Under Florida law, voyeurism is considered a type of sexually motivated crime. Due to the “peeping Tom” nature of the offense, many individuals charged with this offense are juveniles under the age of eighteen (18). Charges against adults for voyeurism and video voyeurism are also common.

Prior to the creation of s. 810.14, F.S., in 1998, Florida law did not have a specific crime for “Peeping Tom” types of voyeuristic acts. Instead, the offender was often charged with related crimes committed in the process of the voyeuristic act including trespass, loitering, prowling, or disorderly conduct.

Under Florida Statute Section 810.14, the crime of voyeurism is charged as a first-degree misdemeanor for a first offense or a third-degree felony for a second or subsequent conviction. Crimes for video voyeurism in Florida are charged under Florida Statute 810.145. Those related crimes often involve taking “up-skirt” photos or videos in a public place.

Whether you or a minor under your guardianship was charged with this offense, the penalties for sexually motivated crimes can be harsh. In order to avoid the damaging consequences associated with a sex crime conviction, you will need an attorney to work with you for the most positive outcome.

Voyeurism Attorney in Gainesville, Florida

At Galigani Law Firm, our criminal defense attorneys have years of experience defending clients against some of the most damaging offenses including sex crimes and violent offenses. The attorneys at Galigani Law Firm are prepared to work tirelessly on your behalf to help you achieve the best outcome.

If you or someone you know was arrested and charged with a misdemeanor or felony for voyeurism or video voyeurism in Gainesville, Florida then call Galigani Law Firm.

Call (352) 375-0812 for a no-obligation consultation with one of our experienced criminal defense attorneys. This firm accepts clients living in Gainesville and throughout Alachua County. We also represent clients in the surrounding counties including Bradford County, Union County, Columbia County, Putnam County, Levy County, Gilchrist County, and Marion County.

Our offices are located in Alachua County, FL, just six (6) minutes from the University of Florida’s Gainesville campus.

Voyeurism Defined under Florida Statute

Florida Statute 810.14 states that an individual commits voyeurism when he or she does the following with lascivious, indecent, or lewd intent:

  1. Secretly observes another person when the other person is in a structure, dwelling, or conveyance which provides a reasonable expectation of privacy;
  2. Secretly observes another individual’s intimate areas where the individual has a reasonable privacy expectation, when the other person is in a private or public dwelling, conveyance, or structure.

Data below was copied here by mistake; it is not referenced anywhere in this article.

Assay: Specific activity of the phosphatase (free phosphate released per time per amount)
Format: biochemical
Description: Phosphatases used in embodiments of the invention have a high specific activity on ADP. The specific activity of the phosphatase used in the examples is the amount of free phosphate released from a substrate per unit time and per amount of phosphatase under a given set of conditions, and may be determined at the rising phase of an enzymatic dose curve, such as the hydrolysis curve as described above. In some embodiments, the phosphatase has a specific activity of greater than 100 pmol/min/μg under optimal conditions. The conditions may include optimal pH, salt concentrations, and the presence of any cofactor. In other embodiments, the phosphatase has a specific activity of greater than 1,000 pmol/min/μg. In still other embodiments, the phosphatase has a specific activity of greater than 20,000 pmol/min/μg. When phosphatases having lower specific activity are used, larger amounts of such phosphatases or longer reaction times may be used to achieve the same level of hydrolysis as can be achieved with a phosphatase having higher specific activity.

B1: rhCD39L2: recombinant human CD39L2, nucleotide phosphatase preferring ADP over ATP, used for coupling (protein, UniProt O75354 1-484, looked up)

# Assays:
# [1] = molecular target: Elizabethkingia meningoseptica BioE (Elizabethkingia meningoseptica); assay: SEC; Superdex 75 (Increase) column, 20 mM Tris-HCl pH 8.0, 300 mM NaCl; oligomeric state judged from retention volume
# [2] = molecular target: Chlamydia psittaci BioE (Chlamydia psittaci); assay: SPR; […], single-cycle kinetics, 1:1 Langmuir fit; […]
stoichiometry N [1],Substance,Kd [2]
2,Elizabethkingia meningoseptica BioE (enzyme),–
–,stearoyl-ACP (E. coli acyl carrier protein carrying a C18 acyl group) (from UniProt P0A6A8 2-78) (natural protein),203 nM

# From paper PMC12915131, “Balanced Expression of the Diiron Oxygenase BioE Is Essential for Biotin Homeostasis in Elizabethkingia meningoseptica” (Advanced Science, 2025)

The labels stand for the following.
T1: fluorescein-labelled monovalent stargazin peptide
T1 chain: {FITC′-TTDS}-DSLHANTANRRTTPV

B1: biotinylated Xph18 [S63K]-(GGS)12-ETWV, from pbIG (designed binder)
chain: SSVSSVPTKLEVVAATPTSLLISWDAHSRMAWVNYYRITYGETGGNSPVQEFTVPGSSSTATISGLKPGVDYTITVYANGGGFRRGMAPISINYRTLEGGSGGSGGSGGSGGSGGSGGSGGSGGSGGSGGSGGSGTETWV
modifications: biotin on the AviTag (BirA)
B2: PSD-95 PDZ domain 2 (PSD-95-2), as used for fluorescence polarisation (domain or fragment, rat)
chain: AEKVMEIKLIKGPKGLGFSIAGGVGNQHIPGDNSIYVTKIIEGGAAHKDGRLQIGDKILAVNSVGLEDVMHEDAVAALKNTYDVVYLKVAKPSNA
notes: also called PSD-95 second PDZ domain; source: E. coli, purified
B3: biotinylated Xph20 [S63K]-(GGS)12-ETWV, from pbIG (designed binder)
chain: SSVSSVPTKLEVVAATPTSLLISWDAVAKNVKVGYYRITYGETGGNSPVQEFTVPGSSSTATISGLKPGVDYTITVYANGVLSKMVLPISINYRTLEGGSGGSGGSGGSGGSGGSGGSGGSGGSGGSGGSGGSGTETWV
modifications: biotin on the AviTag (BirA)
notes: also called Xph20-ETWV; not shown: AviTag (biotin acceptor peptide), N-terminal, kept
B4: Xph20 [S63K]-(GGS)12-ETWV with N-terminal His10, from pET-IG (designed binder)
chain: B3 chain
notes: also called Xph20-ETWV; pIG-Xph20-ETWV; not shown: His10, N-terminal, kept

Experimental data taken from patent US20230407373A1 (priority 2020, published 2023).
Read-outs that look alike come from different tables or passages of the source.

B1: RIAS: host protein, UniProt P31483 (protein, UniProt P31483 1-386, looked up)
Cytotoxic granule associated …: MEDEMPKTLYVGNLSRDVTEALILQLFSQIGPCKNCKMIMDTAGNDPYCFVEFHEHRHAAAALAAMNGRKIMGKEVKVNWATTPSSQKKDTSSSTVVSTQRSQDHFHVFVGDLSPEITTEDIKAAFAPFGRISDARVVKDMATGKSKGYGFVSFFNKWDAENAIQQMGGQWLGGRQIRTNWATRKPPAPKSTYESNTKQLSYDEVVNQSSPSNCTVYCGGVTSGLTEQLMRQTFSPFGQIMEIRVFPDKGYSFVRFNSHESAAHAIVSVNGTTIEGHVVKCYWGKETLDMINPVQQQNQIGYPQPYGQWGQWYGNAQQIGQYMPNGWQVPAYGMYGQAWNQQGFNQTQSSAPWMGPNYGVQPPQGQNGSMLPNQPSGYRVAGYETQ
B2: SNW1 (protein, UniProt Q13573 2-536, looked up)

This statute defines “intimate area” as any part of a person’s body or undergarments that are covered by clothes and intended to be kept private from public view.

In order for a prosecutor to prove that an individual has committed voyeurism, he or she must prove the following elements beyond a reasonable doubt:

  1. The act in question was committed with lascivious, lewd, or indecent intent;
  2. The defendant was secretly observing the victim; and
  3. When the victim was observed, he or she was in a dwelling, structure, or conveyance where he or she has a reasonable expectation of privacy.

Penalties for Voyeurism in Florida

A violation of Florida Statute Section 810.14 for voyeurism can be charged as a misdemeanor in the first degree which is punishable by up to 12 months in the county jail and a $500 fine.

If a person has previously been convicted of this crime or adjudicated delinquent in juvenile court, then a second offense can be charged as a third-degree felony which is punishable by up to five years in Florida State Prison and a $5,000 fine.

Back to top

Additional Resources

Proving Voyeurism in Florida– Visit the Florida Supreme Court Website of the Florida Supreme Court to find more information on jury instructions for voyeurism charges. This website provides up to date jury instructions for various criminal offenses including voyeurism and other sex offenses. Also, find information on related charges including sexual battery, lewd and lascivious acts, and related offenses.

Voyeurism under Florida Statute §810.14– visit the Online Sunshine website of the Florida State Legislature for more information on voyeurism under Florida law. This website lists statutes and other references on criminal and civil crimes. Also, find penalties for this offense and related offenses.

Back to top

Find an Attorney for Voyeurism Charges in Alachua County, Florida

Sexually motivated crimes carry more of a stigma than a non-sexually motivated crime. Employment opportunities may be harder to find. Finding acceptable places to live may become increasingly difficult. Having this type of conviction on your record could completely change your life.

If you were charged with voyeurism or a similar sex crime, call Galigani Law Firm today. Call (352) 375-0812 to speak with a criminal defense attorney in Gainesville, FL, who can help you sort through your options.

Our attorneys fight voyeurism charged throughout Alachua County, FL, and the surrounding counties.

This article was last updated on December 7, 2016.